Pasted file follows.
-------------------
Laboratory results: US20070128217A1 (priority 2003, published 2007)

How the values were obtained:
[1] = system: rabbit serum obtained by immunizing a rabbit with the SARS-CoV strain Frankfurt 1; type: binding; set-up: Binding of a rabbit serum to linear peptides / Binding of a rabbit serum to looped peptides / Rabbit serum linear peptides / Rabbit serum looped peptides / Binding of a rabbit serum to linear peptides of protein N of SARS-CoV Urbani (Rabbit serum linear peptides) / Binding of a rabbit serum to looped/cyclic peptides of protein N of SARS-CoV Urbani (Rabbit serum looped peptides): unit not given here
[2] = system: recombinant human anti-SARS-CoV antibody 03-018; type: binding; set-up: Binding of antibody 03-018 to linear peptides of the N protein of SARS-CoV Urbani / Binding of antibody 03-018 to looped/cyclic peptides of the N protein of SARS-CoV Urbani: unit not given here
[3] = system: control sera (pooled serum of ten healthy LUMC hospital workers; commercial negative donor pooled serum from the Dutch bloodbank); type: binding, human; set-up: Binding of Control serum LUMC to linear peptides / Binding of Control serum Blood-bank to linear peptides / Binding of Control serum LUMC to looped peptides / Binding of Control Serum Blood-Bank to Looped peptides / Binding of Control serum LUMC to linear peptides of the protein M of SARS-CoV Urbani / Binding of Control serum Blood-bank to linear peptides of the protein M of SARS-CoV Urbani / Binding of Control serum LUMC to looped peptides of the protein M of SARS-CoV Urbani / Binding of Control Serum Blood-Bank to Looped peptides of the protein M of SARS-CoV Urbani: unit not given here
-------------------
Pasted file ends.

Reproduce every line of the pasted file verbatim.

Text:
Laboratory results: US20070128217A1 (priority 2003, published 2007)

How the values were obtained:
[1] = system: rabbit serum obtained by immunizing a rabbit with the SARS-CoV strain Frankfurt 1; type: binding; set-up: Binding of a rabbit serum to linear peptides / Binding of a rabbit serum to looped peptides / Rabbit serum linear peptides / Rabbit serum looped peptides / Binding of a rabbit serum to linear peptides of protein N of SARS-CoV Urbani (Rabbit serum linear peptides) / Binding of a rabbit serum to looped/cyclic peptides of protein N of SARS-CoV Urbani (Rabbit serum looped peptides): unit not given here
[2] = system: recombinant human anti-SARS-CoV antibody 03-018; type: binding; set-up: Binding of antibody 03-018 to linear peptides of the N protein of SARS-CoV Urbani / Binding of antibody 03-018 to looped/cyclic peptides of the N protein of SARS-CoV Urbani: unit not given here
[3] = system: control sera (pooled serum of ten healthy LUMC hospital workers; commercial negative donor pooled serum from the Dutch bloodbank); type: binding, human; set-up: Binding of Control serum LUMC to linear peptides / Binding of Control serum Blood-bank to linear peptides / Binding of Control serum LUMC to looped peptides / Binding of Control Serum Blood-Bank to Looped peptides / Binding of Control serum LUMC to linear peptides of the protein M of SARS-CoV Urbani / Binding of Control serum Blood-bank to linear peptides of the protein M of SARS-CoV Urbani / Binding of Control serum LUMC to looped peptides of the protein M of SARS-CoV Urbani / Binding of Control Serum Blood-Bank to Looped peptides of the protein M of SARS-CoV Urbani: unit not given here